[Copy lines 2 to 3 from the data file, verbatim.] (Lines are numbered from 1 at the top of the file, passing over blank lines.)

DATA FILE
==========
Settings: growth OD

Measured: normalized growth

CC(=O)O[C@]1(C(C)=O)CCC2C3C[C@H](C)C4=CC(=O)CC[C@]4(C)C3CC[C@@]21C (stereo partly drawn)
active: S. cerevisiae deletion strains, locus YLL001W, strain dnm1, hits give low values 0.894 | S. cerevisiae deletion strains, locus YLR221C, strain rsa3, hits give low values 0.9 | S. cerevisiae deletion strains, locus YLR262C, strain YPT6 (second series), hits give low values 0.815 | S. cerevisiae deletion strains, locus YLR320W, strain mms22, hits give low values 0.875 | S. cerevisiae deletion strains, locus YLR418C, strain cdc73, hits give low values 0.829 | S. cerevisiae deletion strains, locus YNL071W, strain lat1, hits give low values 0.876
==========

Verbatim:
Measured: normalized growth

CC(=O)O[C@]1(C(C)=O)CCC2C3C[C@H](C)C4=CC(=O)CC[C@]4(C)C3CC[C@@]21C (stereo partly drawn)